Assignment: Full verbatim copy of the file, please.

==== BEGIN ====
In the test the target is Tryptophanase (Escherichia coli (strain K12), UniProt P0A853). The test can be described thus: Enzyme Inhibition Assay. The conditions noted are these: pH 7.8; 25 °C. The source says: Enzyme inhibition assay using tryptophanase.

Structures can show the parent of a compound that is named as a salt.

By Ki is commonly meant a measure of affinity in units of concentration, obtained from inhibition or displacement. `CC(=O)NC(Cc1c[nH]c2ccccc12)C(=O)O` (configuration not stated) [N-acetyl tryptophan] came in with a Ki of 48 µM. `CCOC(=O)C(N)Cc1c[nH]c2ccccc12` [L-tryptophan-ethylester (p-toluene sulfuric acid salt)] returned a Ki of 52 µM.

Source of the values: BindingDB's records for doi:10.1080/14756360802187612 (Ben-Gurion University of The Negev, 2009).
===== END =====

In the test the target is Tryptophanase (Escherichia coli (strain K12), UniProt P0A853). The test can be described thus: Enzyme Inhibition Assay. The conditions noted are these: pH 7.8; 25 °C. The source says: Enzyme inhibition assay using tryptophanase.

Structures can show the parent of a compound that is named as a salt.

By Ki is commonly meant a measure of affinity in units of concentration, obtained from inhibition or displacement. `CC(=O)NC(Cc1c[nH]c2ccccc12)C(=O)O` (configuration not stated) [N-acetyl tryptophan] came in with a Ki of 48 µM. `CCOC(=O)C(N)Cc1c[nH]c2ccccc12` [L-tryptophan-ethylester (p-toluene sulfuric acid salt)] returned a Ki of 52 µM.

Source of the values: BindingDB's records for doi:10.1080/14756360802187612 (Ben-Gurion University of The Negev, 2009).